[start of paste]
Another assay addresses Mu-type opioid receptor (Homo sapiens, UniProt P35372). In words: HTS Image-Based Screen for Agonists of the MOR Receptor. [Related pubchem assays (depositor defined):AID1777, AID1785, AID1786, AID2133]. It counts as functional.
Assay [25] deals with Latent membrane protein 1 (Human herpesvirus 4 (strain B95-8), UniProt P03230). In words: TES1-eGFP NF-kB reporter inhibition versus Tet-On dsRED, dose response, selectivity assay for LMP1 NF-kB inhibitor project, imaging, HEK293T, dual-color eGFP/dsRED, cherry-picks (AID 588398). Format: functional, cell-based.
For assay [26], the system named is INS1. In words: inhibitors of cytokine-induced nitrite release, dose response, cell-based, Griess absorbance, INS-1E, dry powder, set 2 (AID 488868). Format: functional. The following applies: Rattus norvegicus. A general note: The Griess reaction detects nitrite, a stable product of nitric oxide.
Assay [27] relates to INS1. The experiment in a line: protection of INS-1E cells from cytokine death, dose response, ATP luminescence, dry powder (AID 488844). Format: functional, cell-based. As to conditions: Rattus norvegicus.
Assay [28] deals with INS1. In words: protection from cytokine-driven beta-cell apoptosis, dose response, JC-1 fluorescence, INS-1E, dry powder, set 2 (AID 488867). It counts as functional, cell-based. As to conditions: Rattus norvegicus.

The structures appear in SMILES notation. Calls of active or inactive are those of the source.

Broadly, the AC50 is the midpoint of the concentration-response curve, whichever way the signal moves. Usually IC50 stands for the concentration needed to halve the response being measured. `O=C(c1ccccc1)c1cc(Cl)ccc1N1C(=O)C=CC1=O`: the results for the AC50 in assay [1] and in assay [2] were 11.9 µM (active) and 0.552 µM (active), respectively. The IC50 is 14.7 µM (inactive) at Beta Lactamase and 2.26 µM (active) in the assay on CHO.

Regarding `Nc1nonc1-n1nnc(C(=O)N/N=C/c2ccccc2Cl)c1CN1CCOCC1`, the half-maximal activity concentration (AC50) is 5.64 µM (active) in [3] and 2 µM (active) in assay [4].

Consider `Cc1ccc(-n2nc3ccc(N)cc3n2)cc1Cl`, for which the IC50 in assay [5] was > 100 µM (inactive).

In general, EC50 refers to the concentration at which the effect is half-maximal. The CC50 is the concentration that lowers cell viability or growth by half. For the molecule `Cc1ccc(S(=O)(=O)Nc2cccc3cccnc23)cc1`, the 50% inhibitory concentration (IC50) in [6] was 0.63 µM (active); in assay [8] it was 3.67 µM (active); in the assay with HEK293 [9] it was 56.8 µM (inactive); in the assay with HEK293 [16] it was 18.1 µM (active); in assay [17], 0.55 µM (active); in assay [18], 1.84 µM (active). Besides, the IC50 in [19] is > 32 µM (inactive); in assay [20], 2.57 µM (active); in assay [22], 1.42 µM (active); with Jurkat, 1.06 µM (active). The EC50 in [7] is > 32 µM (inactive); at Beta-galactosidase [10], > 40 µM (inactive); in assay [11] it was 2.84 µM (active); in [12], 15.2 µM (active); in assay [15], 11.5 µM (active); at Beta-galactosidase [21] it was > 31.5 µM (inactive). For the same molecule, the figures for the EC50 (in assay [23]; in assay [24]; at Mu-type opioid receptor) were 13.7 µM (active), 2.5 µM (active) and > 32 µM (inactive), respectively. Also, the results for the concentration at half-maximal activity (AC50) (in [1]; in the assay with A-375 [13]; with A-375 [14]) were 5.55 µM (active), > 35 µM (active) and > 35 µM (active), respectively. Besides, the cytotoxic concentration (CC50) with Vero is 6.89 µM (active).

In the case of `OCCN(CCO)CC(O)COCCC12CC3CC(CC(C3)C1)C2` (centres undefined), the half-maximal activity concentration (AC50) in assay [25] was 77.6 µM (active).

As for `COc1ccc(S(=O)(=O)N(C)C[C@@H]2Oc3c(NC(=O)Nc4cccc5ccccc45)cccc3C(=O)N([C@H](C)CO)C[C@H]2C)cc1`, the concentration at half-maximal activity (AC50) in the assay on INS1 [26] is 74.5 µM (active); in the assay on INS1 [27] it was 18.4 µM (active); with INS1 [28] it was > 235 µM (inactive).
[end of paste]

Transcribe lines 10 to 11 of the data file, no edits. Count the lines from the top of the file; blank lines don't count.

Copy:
In general, EC50 refers to the concentration at which the effect is half-maximal. The CC50 is the concentration that lowers cell viability or growth by half. For the molecule `Cc1ccc(S(=O)(=O)Nc2cccc3cccnc23)cc1`, the 50% inhibitory concentration (IC50) in [6] was 0.63 µM (active); in assay [8] it was 3.67 µM (active); in the assay with HEK293 [9] it was 56.8 µM (inactive); in the assay with HEK293 [16] it was 18.1 µM (active); in assay [17], 0.55 µM (active); in assay [18], 1.84 µM (active). Besides, the IC50 in [19] is > 32 µM (inactive); in assay [20], 2.57 µM (active); in assay [22], 1.42 µM (active); with Jurkat, 1.06 µM (active). The EC50 in [7] is > 32 µM (inactive); at Beta-galactosidase [10], > 40 µM (inactive); in assay [11] it was 2.84 µM (active); in [12], 15.2 µM (active); in assay [15], 11.5 µM (active); at Beta-galactosidase [21] it was > 31.5 µM (inactive). For the same molecule, the figures for the EC50 (in assay [23]; in assay [24]; at Mu-type opioid receptor) were 13.7 µM (active), 2.5 µM (active) and > 32 µM (inactive), respectively. Also, the results for the concentration at half-maximal activity (AC50) (in [1]; in the assay with A-375 [13]; with A-375 [14]) were 5.55 µM (active), > 35 µM (active) and > 35 µM (active), respectively. Besides, the cytotoxic concentration (CC50) with Vero is 6.89 µM (active).

In the case of `OCCN(CCO)CC(O)COCCC12CC3CC(CC(C3)C1)C2` (centres undefined), the half-maximal activity concentration (AC50) in assay [25] was 77.6 µM (active).